Last winter, roughly 57 million visitors descended on the nation's ski resorts. Yet more of them are going there with little or no interest in actually riding a chairlift up the slopes and schussing down the mountain.
While alpine skiing and snowboarding remain two of the most popular choices for wintertime travel, a growing number of Americans think other snowy pursuits like snowshoeing and cross-country skiing are more their speed.
They're also more affordable. After all, if you want to go skiing at a premier U.S. resort like California's Heavenly Valley or Idaho's Sun Valley, you could pay well more than $60 a day for a lift ticket. While that may buy you a pass during peak season at many locales, you'll also have to contend with long lift lines and crowded slopes.
In recent years, ski resort operators have worked to diversify their properties to appeal to a broader spectrum of visitors.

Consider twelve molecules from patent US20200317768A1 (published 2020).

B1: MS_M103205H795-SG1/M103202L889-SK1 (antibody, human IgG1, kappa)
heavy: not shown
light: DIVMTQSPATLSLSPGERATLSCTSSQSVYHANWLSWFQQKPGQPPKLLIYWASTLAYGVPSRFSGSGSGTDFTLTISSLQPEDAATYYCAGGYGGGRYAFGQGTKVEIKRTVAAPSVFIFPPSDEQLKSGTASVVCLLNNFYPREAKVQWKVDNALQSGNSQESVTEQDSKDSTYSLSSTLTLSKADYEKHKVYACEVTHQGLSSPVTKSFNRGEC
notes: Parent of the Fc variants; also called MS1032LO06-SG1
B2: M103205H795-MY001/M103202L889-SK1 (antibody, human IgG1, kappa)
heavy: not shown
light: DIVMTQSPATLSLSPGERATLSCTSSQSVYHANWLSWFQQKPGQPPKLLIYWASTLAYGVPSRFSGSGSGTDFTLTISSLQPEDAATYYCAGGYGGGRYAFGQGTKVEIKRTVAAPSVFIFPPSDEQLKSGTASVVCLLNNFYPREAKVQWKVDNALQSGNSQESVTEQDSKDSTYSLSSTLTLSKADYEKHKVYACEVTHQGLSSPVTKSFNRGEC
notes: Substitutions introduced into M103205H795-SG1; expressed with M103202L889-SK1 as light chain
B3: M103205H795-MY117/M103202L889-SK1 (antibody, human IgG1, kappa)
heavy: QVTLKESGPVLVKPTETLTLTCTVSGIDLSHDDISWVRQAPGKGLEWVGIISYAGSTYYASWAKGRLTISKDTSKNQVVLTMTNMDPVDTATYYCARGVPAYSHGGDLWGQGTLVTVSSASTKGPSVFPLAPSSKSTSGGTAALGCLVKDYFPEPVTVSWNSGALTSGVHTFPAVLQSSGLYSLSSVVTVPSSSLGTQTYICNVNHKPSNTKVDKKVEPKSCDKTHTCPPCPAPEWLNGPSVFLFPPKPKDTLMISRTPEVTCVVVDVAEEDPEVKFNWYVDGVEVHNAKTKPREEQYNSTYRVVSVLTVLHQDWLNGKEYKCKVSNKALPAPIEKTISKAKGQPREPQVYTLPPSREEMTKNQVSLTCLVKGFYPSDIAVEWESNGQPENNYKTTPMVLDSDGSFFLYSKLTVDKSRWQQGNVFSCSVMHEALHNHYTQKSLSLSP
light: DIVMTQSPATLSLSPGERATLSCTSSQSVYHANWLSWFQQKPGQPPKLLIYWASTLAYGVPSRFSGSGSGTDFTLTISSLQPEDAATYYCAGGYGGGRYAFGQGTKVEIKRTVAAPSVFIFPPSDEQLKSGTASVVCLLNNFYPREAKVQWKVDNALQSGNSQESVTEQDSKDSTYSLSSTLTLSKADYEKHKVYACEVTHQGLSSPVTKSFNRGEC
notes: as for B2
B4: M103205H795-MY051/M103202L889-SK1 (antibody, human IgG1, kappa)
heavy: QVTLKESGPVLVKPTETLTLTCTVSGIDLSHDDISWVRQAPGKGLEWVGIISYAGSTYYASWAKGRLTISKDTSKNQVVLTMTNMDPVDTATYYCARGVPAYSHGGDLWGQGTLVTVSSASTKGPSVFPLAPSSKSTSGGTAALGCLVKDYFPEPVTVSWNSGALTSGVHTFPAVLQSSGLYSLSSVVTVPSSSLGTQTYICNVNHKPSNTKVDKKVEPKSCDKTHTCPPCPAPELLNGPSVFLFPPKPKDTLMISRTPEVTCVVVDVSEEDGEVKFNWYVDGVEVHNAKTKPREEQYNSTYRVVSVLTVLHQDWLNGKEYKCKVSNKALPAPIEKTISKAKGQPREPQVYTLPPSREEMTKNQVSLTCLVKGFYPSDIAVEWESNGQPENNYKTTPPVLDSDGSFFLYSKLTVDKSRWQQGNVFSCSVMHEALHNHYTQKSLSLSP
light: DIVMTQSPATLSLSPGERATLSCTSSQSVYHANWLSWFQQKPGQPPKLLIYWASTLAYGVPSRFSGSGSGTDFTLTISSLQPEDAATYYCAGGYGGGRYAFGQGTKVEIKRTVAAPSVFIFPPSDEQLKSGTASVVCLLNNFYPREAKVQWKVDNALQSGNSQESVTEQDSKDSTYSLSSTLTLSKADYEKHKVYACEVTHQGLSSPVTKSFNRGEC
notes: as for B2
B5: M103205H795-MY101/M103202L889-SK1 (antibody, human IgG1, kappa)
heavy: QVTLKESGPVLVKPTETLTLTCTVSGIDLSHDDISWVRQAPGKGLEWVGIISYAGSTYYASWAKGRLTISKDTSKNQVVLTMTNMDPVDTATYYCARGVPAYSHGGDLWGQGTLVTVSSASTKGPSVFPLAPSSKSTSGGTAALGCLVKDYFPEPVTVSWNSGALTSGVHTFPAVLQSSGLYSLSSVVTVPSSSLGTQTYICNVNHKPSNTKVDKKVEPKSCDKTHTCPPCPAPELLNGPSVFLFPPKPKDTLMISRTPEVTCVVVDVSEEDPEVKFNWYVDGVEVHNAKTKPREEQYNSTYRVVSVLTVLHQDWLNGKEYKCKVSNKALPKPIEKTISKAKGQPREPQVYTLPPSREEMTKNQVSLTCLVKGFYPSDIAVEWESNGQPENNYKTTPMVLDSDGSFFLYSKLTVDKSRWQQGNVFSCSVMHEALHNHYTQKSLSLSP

The snowboarding boom gave the industry the youth-oriented jolt it needed in the 1990s to ensure growth. At the same time, active Americans who want to stay fit while vacationing have boosted the popularity of slower-speed winter sports like cross-country skiing and snowshoeing.
More ski areas also are revamping their holdings by adding "terrain parks," which feature half-pipes and other installations on which daredevils can test their mettle.
Terrain parks also feature settings where families can roam freely with inflated inner-tubes fashioned into lightweight sleds that make for a wild, bouncy ride. In Vermont alone, there are more than a dozen terrain parks.
Long before the half-pipe riders and snowboarders started to appear at U.S. ski towns, there were small contingents that set up loosely maintained cross-country skiing trails at golf courses and other wooded areas. For decades, so-called nordic skiing programs were sparsely used and considered outside the mainstream of the skiing set, which was more about glamour and hot-dogging.
Today, nordic centers are much more prominent. They're a vastly more tranquil and inexpensive alternative for people who are turned off by the alpine ski scene.